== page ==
Do you have to declare non-fault claims?
Our guide explains what you need to do to.
Last updated: 27/08/2021 | Estimated Reading Time: 3 minutes
If you're involved in a car accident that's not your fault, you need to let your insurer know, even though you're not liable for the damage caused.
Read this guide to find out exactly what you do need to to in the event of a non-fault accident, and what you can expect from your insurance.
You can make a non-fault claim when you're involved in a car accident that another driver is to blame for. In such cases, the other drivers' insurance will pay out for any repairs that need to be made to your vehicle.
Identifying the at fault party in the event of an accident is ultimately the responsibility of the insurance companies covering the drivers involved. In some cases, it will be pretty obvious that you're not to blame - if a car shunts into the back of yours, for example, or otherwise breaks a road traffic law - but in other cases it might be a bit trickier to work out.
If you've been involved in an incident that wasn't your fault, you must still declare it to your automotive insurance provider. That remains the case even if the other driver offers to pay for the damage themselves, rather than going through their insurer. Check out our guide to making a car insurance claim for full details of the process.
It's possible to be involved in an accident that's not your fault, and still have to register an at-fault claim. If no third party can be identified - if an animal runs into the road and hits your car, for example - this would count as an at-fault claim.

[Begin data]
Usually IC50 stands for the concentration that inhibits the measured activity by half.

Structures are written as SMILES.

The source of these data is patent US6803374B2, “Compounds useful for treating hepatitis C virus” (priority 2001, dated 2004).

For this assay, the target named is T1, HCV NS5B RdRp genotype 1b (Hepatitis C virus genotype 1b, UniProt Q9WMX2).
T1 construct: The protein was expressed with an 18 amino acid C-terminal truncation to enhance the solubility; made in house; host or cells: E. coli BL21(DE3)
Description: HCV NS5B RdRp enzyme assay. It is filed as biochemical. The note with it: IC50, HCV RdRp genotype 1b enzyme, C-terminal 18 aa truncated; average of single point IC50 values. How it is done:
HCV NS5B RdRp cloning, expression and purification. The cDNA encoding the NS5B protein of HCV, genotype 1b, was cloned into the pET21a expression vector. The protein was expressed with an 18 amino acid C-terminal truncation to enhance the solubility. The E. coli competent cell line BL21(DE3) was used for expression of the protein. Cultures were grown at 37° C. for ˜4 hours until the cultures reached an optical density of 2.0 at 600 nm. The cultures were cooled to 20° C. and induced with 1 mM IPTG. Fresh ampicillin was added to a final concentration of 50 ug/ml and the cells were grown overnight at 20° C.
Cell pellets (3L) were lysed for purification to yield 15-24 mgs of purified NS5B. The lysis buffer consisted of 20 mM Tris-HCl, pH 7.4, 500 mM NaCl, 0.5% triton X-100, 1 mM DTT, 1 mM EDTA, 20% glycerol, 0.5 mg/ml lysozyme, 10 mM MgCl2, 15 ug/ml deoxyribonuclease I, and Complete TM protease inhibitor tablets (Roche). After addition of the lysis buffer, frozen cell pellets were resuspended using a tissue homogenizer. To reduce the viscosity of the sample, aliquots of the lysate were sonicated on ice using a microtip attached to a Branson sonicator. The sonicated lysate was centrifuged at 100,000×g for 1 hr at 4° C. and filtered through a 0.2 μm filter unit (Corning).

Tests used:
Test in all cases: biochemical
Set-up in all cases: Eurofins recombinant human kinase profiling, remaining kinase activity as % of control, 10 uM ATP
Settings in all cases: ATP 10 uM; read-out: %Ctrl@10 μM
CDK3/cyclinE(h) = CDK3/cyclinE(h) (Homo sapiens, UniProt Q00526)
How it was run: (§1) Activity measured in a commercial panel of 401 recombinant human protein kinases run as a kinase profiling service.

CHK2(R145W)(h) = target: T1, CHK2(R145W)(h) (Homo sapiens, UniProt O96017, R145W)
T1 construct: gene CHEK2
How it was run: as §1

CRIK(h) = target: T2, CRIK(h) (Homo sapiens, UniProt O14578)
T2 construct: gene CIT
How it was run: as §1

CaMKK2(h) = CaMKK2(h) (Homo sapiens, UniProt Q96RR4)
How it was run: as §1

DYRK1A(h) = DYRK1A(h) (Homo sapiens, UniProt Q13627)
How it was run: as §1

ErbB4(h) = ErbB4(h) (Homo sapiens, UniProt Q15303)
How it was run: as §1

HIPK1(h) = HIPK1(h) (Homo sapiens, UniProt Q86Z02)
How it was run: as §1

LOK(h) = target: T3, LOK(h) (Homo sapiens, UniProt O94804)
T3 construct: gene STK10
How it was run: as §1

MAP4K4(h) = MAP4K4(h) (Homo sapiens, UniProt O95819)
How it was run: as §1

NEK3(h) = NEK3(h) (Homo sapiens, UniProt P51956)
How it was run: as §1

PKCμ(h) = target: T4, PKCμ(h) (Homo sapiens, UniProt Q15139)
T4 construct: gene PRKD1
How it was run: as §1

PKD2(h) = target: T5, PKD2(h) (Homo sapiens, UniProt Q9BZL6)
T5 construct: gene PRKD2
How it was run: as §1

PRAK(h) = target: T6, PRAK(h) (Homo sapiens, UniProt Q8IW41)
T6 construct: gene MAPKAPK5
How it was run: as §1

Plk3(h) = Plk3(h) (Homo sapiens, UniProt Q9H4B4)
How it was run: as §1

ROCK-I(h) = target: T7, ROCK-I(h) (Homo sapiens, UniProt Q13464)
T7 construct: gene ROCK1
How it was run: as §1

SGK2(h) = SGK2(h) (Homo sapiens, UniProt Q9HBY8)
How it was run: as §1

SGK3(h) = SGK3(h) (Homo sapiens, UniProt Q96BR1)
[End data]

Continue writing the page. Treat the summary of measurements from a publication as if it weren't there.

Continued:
Ideally, when another party is at fault, they or their insurance company pay for any damages. However, animals and objects can also be the cause of vehicle damage, and unfortunately when this happens you become liable and claims are assessed as at-fault. This will increase your premium.
Yet even simply declaring – not claiming – the non-fault incident can still push up your premium when you come to renew. That's because your insurer may deem the circumstances in which it arose likely to happen again, for example, parking your vehicle on a busy street.
With the potential for a premium increase if you report a non-fault claim, any reluctance to do so is understandable. Why notify your insurer about something that wasn't your fault and could be settled externally, when doing so will ultimately cost you money?
The simple answer is that it can result in you invalidating your policy. When agreeing your car insurance policy, there will likely be a clause that requires you to inform your provider of any non-fault incidents or accidents. Therefore, not doing so could be considered a breach of contract, resulting in you losing your cover and all no claims bonuses you have accrued.
When you make a claim, it's first considered to be an at-fault claim by your insurer until any and all evidence is investigated – that's the standard claims process. If your premium is due for renewal during this period, you may see an increase to reflect this.
Once your claim is determined to be non-fault, your premium should be reduced and you'll be refunded any money owed.
You may also be required to pay excess in the interim for any damages. Once your claim is determined to be non-fault, you should be able to recover this cost from your insurer.